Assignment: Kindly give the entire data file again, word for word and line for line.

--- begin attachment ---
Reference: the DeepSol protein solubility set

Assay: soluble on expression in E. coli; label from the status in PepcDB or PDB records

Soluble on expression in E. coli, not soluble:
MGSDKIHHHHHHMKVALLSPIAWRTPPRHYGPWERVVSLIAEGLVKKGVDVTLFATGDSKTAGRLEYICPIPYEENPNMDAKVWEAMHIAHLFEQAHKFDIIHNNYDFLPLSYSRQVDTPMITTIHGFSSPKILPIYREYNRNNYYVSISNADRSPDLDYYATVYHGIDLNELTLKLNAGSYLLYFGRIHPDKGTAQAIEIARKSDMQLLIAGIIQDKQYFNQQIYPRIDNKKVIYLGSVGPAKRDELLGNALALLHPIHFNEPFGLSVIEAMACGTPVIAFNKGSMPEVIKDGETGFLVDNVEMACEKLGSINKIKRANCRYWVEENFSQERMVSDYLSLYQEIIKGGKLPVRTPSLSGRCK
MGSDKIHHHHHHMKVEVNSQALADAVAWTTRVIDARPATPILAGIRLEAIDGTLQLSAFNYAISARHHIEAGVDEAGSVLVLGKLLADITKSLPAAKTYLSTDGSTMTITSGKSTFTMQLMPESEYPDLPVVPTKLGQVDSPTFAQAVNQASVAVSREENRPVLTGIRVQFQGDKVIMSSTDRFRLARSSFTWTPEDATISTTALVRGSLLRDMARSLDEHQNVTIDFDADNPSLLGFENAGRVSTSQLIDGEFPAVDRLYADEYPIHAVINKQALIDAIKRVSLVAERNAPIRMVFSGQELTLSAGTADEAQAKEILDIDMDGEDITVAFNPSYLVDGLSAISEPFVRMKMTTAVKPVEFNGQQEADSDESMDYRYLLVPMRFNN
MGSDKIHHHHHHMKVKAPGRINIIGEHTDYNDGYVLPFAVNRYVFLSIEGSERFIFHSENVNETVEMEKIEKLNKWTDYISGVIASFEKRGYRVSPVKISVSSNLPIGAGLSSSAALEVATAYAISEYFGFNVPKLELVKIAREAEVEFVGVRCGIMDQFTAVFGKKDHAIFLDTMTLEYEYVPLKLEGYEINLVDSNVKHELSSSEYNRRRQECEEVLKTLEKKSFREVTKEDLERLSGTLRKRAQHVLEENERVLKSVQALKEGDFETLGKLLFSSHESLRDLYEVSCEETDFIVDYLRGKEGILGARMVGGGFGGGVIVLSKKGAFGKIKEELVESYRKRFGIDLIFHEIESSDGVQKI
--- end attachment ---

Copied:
Reference: the DeepSol protein solubility set

Assay: soluble on expression in E. coli; label from the status in PepcDB or PDB records

Soluble on expression in E. coli, not soluble:
MGSDKIHHHHHHMKVALLSPIAWRTPPRHYGPWERVVSLIAEGLVKKGVDVTLFATGDSKTAGRLEYICPIPYEENPNMDAKVWEAMHIAHLFEQAHKFDIIHNNYDFLPLSYSRQVDTPMITTIHGFSSPKILPIYREYNRNNYYVSISNADRSPDLDYYATVYHGIDLNELTLKLNAGSYLLYFGRIHPDKGTAQAIEIARKSDMQLLIAGIIQDKQYFNQQIYPRIDNKKVIYLGSVGPAKRDELLGNALALLHPIHFNEPFGLSVIEAMACGTPVIAFNKGSMPEVIKDGETGFLVDNVEMACEKLGSINKIKRANCRYWVEENFSQERMVSDYLSLYQEIIKGGKLPVRTPSLSGRCK
MGSDKIHHHHHHMKVEVNSQALADAVAWTTRVIDARPATPILAGIRLEAIDGTLQLSAFNYAISARHHIEAGVDEAGSVLVLGKLLADITKSLPAAKTYLSTDGSTMTITSGKSTFTMQLMPESEYPDLPVVPTKLGQVDSPTFAQAVNQASVAVSREENRPVLTGIRVQFQGDKVIMSSTDRFRLARSSFTWTPEDATISTTALVRGSLLRDMARSLDEHQNVTIDFDADNPSLLGFENAGRVSTSQLIDGEFPAVDRLYADEYPIHAVINKQALIDAIKRVSLVAERNAPIRMVFSGQELTLSAGTADEAQAKEILDIDMDGEDITVAFNPSYLVDGLSAISEPFVRMKMTTAVKPVEFNGQQEADSDESMDYRYLLVPMRFNN
MGSDKIHHHHHHMKVKAPGRINIIGEHTDYNDGYVLPFAVNRYVFLSIEGSERFIFHSENVNETVEMEKIEKLNKWTDYISGVIASFEKRGYRVSPVKISVSSNLPIGAGLSSSAALEVATAYAISEYFGFNVPKLELVKIAREAEVEFVGVRCGIMDQFTAVFGKKDHAIFLDTMTLEYEYVPLKLEGYEINLVDSNVKHELSSSEYNRRRQECEEVLKTLEKKSFREVTKEDLERLSGTLRKRAQHVLEENERVLKSVQALKEGDFETLGKLLFSSHESLRDLYEVSCEETDFIVDYLRGKEGILGARMVGGGFGGGVIVLSKKGAFGKIKEELVESYRKRFGIDLIFHEIESSDGVQKI